type: String,
     require: true,
     trim: true,
     min: 3,
     max: 20,
  },
  lastName: {
     type: String,
     require: true,
     trim: true,
     min: 3,
     max: 20,
  },
  username: {
     type: String,
     require: true,
     trim: true,
     unique: true,
     lowercase: true,
     index: true,
  },
  email: {
     type: String,
     require: true,
     trim: true,
     unique: true,
     lowercase: true,
  },
  hash_password: {
     type: String,
     require: true,
  },
  role: {
     type: String,
     enum: ["user", "admin"],
     default: "user",
  },
  contactNumber: {
     type: String,
  },
  profilePicture: {
     type: String,
  },
},{ timestamps: true });
//For get fullName from when we get data from database
userSchema.virtual("fullName").get(function () {
  return `${this.firstName} ${this.lastName}`;
});
userSchema.method({
  async authenticate(password) {
     return bcrypt.compare(password, this.hash_password);
  },
});
module.exports = mongoose.model("User", userSchema);

Like this, we define the keys for requests and can make a virtual method using mongoose. Here we made one method for authentication. We can compare passwords with the database and return the result from here.

By using virtual, we can directly make one key-value pair and give it to the DB response.

🔹Fourth Step

In the third step, we will make a file auth.js in the validator folder. After that, we are going to write a code for request validation.

const { check, validationResult } = require("express-validator");
const { StatusCodes } = require("http-status-codes");


const validateSignUpRequest = [
check("firstName").notEmpty().withMessage("First Name is required"),
check("lastName").notEmpty().withMessage("Last Name is required"),
check("email").isEmail().withMessage("Valid Email required"),
check("password")
   .isLength({ min: 6 })
   .withMessage("Password must be at least 6 character long"),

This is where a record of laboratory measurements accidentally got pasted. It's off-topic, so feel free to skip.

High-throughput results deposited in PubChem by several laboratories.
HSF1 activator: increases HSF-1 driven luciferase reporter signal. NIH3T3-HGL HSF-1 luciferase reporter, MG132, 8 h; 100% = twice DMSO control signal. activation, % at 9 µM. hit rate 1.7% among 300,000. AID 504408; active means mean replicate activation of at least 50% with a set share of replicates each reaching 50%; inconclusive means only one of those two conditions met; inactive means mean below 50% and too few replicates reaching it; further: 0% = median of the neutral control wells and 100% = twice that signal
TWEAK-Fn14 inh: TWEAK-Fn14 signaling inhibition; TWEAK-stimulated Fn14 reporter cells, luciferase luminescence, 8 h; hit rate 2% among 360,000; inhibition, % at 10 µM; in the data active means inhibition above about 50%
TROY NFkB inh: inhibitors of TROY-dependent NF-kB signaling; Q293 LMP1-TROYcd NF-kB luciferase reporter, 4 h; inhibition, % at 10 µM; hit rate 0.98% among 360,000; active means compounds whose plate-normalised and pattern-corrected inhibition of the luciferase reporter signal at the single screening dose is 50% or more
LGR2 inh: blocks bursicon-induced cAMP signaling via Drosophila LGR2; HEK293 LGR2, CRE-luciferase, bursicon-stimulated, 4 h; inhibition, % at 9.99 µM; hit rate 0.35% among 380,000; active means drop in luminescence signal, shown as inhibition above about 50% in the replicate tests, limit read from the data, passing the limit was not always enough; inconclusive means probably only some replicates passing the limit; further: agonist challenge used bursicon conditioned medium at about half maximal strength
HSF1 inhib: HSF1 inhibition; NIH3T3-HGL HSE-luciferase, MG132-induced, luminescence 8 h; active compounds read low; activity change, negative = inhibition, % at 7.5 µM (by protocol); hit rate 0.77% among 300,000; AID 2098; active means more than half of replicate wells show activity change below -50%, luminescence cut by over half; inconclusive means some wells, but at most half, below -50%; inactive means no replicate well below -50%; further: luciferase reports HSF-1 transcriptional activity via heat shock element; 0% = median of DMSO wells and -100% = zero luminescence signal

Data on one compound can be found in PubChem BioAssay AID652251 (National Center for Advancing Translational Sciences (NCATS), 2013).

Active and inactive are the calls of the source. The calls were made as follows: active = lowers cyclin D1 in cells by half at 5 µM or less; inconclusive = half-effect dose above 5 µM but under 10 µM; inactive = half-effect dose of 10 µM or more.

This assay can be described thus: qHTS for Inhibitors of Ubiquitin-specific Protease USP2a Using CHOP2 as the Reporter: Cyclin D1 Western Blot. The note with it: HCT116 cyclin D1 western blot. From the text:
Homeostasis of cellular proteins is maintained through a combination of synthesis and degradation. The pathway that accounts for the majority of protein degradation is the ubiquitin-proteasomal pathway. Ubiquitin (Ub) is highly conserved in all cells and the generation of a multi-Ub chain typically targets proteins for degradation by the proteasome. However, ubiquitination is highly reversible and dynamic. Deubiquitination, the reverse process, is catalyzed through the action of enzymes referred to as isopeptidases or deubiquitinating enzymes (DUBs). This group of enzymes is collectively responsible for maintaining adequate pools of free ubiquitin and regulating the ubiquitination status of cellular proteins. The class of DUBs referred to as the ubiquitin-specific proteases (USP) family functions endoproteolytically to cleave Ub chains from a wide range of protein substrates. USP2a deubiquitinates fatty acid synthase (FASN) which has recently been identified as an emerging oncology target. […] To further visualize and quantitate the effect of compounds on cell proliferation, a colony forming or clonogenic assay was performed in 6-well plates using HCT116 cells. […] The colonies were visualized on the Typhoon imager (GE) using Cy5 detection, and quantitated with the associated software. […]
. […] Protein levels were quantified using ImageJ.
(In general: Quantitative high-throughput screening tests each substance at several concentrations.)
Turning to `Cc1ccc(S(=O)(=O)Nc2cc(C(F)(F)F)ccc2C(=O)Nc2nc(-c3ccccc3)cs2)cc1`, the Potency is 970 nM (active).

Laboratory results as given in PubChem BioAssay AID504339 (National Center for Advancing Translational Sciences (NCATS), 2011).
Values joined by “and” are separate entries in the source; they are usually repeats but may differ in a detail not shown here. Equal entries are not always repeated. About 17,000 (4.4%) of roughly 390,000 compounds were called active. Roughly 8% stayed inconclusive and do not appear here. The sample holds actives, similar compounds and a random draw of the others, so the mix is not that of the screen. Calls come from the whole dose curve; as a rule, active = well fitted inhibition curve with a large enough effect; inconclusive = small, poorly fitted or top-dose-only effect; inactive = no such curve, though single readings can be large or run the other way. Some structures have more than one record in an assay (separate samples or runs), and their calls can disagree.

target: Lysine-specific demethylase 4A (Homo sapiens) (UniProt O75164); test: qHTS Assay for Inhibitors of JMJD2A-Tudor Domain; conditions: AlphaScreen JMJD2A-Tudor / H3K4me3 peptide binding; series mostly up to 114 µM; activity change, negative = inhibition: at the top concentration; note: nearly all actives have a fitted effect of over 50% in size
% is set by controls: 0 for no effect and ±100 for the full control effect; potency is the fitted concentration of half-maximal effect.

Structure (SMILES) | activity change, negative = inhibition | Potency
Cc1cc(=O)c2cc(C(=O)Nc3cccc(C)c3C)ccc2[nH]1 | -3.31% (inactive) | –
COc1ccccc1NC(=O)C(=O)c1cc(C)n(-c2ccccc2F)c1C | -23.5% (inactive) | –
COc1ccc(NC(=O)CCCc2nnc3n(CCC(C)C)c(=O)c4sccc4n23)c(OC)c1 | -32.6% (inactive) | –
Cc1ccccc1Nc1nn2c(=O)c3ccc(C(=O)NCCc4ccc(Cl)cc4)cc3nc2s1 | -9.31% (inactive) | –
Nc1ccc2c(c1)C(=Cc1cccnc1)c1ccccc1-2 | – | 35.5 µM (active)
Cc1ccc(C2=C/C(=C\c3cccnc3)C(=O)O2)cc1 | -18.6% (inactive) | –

];
const validateSignIpRequest = [
check("email").isEmail().withMessage("Valid Email required"),
check("password")
    .isLength({ min: 6 })
    .withMessage("Password must be at least 6 character long"),
]
const isRequestValidated = (req, res, next) => {
  const errors = validationResult(req);
 
  if (errors.array().length > 0) {
      return res
              .status(StatusCodes.BAD_REQUEST)
              .json({ error: errors.array()[0].msg });
  }
  next();
};
module.exports = {
  validateSignUpRequest,
  isRequestValidated,
  validateSignIpRequest,
};

We wrote three validation here for good sign-in/signup requests. You can see we used the express-validator package to handle validation. This validator is used to check whether the requested data is enough or right to succeed in an API call.

🔹Fifth Step

Make an auth.js file into the router folder and write the below code

const express = require("express");
const router = express.Router();
const { signUp, signIn } = require("../controller/auth");
const
  isRequestValidated,
  validateSignUpRequest,
  validateSignIpRequest,
} = require("../validators/auth");


router.route("/signin").post(validateSignIpRequest, isRequestValidated, signIn);


router.route("/signup").post(validateSignUpRequest, isRequestValidated, signUp);


module.exports = router;

So in this code, we import the router by using express, and by using that we make out API endpoint.

The router has one route method when we can make our APIs endpoint as we added in upper code according to our APIs. For example, for Sign In API, we add “/sign in,” and for SignUp API, we add “/signup.”

After that, we have to define methods of APIs like get, post, put, patch, etc. then we will use a validator which is imported from the validators folder, and after the validator, at last, we put our controller where we will write our APIs logic.

Let me explain to you from scratch when the user does sign in with the credentials like email and password and hits the button at a time sign-in API call, and before going to the controller, in the router, it will check validation through our validator.

So if there is anything wrong with the credential, like email format or password length, then it will break this call from here and respond to the user with an error message which you can check on the validation file where we wrote code for it.

If everything is fine, the call will go into the controller, and now we will write a code for it.